17 July 2015
The South African National Roads Agency Limited (Sanral) has started work on its R900-million Southern Region construction project.
The national road network is the economic link between Port Elizabeth and East London, and is the west-east link between Western Cape and KwaZulu-Natal.
In the first phase, it has begun upgrading a 47km stretch of the N2 highway between Grahamstown and the Fish River pass, in Eastern Cape.
The project comprises upgrading a single carriageway through the mountainous region, and construction is in three phases. It is not without its challenges, among which are saving the protected Oldenburgia grandis trees indigenous to some places along the route, limiting delays to road users during construction and keeping the impact on adjoining property owners to a minimum.
A large amount of rock has to be blasted, and the design also has to tie into the existing Fish River Bridge.
Rock blasting is planned for today, 15km outside Grahamstown towards Peddie, according to Sanral. The upgrade of 16.7km of the N2 included geometric improvements, realignment, widening of existing cuttings and fill embankments, the roads agency said.
Grahamstown to King
In total, the project is expected to take six to seven years. It is part of a long-term strategy to improve roads around and between Grahamstown and King William’s Town and comprises geometric improvements to portions of the national highway.
Climbing lanes to improve the level of surface will also be added.
“The existing road was built in the 1960s and currently does not meet Sanral’s desired alignment and safety standards,” said the agency. An increase in traffic volumes, particularly heavy vehicles, had prompted the need for the upgrade.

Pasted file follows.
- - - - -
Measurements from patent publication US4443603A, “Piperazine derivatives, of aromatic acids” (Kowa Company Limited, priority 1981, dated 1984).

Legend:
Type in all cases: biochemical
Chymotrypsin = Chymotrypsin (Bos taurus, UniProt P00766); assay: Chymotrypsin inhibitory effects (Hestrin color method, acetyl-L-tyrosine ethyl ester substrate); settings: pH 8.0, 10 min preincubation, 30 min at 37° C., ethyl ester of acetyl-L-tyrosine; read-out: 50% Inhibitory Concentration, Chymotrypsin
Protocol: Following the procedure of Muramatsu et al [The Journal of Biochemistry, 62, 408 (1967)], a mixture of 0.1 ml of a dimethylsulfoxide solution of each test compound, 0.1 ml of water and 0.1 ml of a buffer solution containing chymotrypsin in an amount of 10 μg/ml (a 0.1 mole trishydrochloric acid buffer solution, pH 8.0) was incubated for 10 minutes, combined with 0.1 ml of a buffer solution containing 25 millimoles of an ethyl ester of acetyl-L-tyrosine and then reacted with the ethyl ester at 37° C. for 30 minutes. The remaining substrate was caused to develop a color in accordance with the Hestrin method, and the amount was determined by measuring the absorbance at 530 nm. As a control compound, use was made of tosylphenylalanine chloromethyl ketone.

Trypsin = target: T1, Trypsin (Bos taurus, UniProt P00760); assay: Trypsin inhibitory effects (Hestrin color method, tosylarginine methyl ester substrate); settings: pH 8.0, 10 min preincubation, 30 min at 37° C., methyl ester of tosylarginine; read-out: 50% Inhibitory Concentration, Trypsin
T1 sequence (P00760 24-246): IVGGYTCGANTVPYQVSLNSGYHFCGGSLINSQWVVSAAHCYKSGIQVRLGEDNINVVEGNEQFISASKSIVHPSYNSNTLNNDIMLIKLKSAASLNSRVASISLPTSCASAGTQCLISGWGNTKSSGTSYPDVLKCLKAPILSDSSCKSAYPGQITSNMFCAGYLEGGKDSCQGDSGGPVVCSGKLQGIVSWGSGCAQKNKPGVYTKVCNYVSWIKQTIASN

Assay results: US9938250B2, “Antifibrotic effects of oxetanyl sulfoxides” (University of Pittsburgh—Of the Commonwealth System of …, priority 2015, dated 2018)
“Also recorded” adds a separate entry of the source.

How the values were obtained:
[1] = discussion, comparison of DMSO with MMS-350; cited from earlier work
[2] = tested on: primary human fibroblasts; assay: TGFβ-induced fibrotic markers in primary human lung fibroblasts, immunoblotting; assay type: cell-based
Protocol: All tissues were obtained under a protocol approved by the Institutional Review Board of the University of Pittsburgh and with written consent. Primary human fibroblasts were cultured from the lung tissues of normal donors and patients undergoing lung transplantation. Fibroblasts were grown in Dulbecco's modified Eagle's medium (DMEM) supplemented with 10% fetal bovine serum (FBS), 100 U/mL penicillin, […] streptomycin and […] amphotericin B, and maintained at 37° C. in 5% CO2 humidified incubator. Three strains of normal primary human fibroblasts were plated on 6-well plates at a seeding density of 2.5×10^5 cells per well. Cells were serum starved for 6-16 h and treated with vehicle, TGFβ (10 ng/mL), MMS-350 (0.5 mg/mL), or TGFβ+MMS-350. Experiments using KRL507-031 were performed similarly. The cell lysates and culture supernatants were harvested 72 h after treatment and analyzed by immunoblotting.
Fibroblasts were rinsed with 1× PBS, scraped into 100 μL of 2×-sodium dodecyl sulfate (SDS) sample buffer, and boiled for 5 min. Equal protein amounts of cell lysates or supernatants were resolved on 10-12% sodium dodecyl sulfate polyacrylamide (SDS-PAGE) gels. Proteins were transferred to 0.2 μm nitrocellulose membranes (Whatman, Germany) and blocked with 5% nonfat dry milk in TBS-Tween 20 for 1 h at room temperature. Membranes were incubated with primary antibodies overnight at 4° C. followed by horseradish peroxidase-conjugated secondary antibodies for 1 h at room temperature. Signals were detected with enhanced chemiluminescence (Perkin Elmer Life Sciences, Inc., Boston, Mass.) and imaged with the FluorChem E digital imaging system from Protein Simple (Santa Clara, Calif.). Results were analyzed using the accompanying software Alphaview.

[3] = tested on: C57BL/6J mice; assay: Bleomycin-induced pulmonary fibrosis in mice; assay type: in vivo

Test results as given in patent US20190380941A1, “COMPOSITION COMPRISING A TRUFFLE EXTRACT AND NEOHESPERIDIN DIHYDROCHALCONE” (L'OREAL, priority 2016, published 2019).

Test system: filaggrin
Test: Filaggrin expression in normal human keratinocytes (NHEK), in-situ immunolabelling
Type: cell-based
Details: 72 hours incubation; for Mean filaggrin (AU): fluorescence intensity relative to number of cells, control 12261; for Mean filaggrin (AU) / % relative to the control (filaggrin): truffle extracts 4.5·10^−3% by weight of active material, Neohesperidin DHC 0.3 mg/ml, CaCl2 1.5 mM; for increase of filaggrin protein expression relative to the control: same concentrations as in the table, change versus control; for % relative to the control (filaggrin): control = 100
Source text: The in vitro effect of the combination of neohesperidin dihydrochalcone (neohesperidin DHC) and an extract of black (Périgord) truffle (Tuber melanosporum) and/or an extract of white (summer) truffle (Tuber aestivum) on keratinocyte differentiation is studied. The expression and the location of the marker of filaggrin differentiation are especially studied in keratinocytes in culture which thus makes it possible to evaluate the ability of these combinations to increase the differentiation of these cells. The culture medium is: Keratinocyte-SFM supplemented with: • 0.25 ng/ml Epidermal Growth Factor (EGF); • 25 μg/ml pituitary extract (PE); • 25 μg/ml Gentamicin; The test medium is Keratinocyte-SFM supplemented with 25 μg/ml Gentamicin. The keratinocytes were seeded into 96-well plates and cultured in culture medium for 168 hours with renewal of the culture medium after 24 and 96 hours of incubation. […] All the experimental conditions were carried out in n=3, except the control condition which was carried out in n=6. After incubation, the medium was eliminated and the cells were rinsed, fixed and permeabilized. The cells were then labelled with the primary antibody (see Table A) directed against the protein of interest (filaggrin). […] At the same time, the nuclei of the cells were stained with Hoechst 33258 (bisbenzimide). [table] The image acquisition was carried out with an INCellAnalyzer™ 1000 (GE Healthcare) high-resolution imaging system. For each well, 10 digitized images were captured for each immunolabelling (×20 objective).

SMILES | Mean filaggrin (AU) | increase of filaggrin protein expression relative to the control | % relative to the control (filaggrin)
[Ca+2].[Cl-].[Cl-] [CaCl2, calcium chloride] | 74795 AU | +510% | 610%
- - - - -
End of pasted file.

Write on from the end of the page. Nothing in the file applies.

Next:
Improved sight distance for drivers was expected to cut road accidents and reduce vehicle operating costs, while travel times were expected to be shorter.
In media reports, Sanral has that the project will improve and prepare the N2 to support increasing volumes of motorists on the national road over the next 25 years, while enabling lower fuel consumption on the upgraded road, which will also reduce carbon emissions.
Regarding the rare Oldenburgia grandis, which only grows on quartzite outcrops, Sanral collaborated with Rhodes University, in Grahamstown, and funded a study and transplant programme for these plants. The project is being overseen by a postgraduate botany student.
N2 Wild Coast toll road
In other road news, the construction of the N2 Wild Coast toll road was expected to start in September 2016, said Gugile Nkwinti, the rural development and land reform minister.
He was speaking in his capacity as the chairman of the Presidential Infrastructure Co-ordinating Committee (PICC) on 9 July at a public consultation meeting in Bizana, Eastern Cape.
The PICC oversees bulk infrastructure projects and manages 18 strategic infrastructure projects (SIPs). Nkwinti is responsible for SIP3, which targets the South-East Node and Corridor Development. This includes the N2 Wild Coast Highway, new dam at Mzimvubu with an irrigation system.
He received a Sanral report on the status of the project earlier last week. “We have made a decision. What we want to know now is where we are going to relocate people who have to make way for the road. In case of graves, we want people to indicate where the graves will be relocated. We are left with 13 months before construction starts.”
The department said that if court processes against the construction of the toll road persisted, the project would start in 2017.
“Before construction resumes, houses, graves, animal veld, and mealie-fields will be relocated to suitable alternative land. A survey commissioned by Sanral about the proposed new route for the N2 along the Wild Coast indicated an almost unanimous level of support for this development.”